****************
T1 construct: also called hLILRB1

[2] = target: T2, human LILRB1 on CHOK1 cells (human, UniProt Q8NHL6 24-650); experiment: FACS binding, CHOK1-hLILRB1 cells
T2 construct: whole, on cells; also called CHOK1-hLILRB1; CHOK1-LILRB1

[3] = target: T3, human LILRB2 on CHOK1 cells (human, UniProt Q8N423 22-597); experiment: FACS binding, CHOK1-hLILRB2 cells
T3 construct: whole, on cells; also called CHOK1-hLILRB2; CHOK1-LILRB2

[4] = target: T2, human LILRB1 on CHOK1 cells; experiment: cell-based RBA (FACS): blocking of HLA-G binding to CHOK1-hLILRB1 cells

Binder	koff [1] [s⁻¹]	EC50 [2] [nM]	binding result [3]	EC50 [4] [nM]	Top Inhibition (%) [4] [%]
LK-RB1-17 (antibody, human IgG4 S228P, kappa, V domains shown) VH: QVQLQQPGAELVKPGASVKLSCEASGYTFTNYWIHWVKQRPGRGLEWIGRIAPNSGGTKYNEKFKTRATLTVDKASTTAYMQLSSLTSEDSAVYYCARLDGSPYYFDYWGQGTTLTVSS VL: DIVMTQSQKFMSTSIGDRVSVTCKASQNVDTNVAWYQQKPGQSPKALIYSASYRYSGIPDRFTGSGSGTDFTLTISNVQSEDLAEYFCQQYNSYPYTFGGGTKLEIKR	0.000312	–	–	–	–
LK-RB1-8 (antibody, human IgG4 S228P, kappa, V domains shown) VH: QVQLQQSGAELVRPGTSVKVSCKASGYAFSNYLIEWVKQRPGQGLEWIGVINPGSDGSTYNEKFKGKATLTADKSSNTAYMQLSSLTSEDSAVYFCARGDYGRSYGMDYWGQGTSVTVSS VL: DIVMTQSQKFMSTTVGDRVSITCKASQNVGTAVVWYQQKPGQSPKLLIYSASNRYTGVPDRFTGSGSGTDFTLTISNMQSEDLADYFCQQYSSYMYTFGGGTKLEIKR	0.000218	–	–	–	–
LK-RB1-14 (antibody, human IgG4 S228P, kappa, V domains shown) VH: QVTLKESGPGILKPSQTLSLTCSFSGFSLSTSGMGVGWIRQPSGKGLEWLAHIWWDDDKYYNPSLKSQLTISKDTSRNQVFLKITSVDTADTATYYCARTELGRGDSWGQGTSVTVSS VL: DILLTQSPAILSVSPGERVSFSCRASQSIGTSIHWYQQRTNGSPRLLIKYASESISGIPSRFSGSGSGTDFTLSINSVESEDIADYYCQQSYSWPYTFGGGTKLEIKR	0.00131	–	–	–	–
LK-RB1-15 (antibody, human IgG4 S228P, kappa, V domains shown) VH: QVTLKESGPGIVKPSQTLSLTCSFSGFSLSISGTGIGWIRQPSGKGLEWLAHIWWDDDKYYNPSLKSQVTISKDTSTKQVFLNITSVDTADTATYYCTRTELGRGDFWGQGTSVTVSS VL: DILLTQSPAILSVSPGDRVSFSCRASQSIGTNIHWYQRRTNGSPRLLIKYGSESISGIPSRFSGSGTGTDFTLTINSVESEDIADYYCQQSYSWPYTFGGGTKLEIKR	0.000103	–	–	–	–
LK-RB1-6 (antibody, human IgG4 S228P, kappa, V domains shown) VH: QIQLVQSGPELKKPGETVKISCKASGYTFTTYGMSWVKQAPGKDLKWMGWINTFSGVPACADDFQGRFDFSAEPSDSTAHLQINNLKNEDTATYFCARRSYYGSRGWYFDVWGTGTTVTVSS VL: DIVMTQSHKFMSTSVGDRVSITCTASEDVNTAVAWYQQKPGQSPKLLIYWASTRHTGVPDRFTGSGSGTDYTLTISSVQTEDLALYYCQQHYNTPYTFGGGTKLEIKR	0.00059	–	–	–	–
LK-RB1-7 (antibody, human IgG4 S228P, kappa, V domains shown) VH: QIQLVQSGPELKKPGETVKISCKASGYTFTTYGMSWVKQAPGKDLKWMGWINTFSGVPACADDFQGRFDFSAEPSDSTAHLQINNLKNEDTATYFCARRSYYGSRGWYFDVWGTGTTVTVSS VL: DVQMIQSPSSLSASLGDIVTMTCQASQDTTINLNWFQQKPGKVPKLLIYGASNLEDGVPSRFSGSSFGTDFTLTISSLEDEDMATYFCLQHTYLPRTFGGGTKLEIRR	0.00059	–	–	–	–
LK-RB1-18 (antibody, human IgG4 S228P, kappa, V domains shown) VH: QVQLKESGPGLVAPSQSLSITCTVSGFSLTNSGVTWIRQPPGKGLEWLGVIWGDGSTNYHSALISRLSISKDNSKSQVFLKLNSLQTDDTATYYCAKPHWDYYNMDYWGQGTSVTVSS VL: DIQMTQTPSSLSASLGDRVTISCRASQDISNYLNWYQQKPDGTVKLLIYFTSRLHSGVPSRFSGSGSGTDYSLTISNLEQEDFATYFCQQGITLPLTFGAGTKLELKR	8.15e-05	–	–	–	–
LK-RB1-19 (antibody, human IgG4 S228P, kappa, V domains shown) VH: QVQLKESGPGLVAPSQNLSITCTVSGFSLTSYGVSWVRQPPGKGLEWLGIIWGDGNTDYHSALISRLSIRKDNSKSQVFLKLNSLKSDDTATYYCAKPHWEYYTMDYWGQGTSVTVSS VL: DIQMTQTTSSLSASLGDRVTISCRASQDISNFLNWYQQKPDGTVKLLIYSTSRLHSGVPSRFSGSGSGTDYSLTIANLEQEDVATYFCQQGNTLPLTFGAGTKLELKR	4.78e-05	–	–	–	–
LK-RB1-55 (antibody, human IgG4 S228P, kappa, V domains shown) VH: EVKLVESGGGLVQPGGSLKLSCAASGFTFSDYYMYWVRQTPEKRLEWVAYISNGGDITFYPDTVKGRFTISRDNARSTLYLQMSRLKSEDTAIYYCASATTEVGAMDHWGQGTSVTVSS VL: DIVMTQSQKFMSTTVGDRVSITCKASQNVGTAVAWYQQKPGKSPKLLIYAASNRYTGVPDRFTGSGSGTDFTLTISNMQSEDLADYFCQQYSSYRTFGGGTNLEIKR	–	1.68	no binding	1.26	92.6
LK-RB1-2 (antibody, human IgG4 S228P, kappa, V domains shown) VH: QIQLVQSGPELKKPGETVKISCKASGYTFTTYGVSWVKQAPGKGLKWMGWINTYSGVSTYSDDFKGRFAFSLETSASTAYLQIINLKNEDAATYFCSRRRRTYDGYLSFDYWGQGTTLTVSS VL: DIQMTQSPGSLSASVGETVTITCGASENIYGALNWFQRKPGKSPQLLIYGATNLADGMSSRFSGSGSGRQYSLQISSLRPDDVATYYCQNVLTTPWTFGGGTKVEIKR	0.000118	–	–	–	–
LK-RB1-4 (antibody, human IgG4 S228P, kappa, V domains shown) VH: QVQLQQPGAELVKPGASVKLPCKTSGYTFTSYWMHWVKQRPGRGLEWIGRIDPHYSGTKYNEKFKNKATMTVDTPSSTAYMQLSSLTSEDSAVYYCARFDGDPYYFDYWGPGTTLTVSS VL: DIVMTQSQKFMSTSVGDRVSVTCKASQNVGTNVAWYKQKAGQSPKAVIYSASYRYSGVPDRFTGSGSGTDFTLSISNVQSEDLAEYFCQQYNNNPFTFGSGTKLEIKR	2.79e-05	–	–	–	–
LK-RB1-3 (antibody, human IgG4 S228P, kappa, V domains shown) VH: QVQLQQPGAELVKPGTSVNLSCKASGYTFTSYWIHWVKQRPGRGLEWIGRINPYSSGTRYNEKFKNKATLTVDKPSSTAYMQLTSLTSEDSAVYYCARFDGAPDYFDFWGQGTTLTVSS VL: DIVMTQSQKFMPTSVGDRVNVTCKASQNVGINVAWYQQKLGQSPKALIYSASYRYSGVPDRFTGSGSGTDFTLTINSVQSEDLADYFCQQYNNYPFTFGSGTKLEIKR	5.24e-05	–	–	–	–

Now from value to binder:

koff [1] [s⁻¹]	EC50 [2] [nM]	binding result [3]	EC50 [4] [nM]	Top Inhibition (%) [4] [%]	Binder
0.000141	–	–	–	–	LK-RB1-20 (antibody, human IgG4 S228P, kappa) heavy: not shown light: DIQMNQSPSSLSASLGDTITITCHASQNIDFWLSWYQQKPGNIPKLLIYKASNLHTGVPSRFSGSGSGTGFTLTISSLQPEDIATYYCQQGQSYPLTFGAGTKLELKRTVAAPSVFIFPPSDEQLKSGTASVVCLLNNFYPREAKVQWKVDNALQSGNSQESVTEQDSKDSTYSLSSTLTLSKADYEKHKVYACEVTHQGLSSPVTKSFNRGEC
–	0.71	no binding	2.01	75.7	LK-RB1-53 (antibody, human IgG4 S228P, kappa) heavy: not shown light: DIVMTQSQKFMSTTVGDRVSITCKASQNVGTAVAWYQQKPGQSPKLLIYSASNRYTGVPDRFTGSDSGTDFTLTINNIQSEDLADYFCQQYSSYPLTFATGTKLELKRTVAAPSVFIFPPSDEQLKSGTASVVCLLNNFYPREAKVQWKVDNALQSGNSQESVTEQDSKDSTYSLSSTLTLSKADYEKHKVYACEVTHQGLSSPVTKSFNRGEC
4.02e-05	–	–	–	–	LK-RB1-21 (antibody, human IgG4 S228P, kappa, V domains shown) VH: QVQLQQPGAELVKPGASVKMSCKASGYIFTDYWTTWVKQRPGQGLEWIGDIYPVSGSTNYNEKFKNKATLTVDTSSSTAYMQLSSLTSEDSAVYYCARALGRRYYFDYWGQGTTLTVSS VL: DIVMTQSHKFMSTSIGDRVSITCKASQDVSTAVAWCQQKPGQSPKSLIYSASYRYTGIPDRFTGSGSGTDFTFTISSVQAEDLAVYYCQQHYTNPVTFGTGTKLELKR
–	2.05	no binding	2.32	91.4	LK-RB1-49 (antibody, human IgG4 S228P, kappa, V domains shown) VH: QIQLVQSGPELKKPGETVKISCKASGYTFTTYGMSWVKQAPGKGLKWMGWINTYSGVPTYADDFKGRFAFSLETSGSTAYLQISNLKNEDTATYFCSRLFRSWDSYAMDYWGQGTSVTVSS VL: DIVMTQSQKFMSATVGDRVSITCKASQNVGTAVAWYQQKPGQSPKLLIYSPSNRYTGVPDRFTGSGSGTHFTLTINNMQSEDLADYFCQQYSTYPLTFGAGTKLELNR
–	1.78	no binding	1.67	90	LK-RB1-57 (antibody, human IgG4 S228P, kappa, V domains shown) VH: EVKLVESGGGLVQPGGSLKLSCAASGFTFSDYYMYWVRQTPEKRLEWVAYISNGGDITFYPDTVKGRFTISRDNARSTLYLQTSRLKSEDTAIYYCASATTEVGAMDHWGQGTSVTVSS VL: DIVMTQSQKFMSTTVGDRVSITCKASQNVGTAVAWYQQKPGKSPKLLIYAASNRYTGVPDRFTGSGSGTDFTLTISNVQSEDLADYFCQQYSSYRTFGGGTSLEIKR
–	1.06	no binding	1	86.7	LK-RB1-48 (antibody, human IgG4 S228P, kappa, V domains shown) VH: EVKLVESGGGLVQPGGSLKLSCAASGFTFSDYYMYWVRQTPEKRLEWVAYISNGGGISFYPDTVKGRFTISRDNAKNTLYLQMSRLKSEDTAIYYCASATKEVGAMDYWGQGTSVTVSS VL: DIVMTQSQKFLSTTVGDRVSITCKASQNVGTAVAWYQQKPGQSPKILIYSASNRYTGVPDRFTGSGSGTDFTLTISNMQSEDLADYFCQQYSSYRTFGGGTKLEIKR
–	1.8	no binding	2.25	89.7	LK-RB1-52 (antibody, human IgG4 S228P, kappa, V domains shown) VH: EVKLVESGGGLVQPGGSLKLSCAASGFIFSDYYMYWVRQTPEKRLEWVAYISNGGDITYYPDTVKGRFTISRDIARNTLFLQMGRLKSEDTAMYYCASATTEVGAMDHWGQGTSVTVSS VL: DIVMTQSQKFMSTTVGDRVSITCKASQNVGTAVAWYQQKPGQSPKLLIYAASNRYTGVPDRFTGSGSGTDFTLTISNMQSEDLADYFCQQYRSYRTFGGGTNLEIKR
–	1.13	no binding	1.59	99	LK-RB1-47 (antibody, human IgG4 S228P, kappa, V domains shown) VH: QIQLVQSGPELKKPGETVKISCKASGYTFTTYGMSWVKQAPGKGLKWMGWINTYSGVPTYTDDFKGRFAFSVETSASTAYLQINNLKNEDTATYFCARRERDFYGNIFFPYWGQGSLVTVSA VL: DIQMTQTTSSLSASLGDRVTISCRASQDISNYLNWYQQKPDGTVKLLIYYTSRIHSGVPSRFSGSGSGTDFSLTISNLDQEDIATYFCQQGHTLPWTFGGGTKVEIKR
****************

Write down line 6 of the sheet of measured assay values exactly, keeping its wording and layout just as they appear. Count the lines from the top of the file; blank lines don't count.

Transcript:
[4] = target: T2, human LILRB1 on CHOK1 cells; experiment: cell-based RBA (FACS): blocking of HLA-G binding to CHOK1-hLILRB1 cells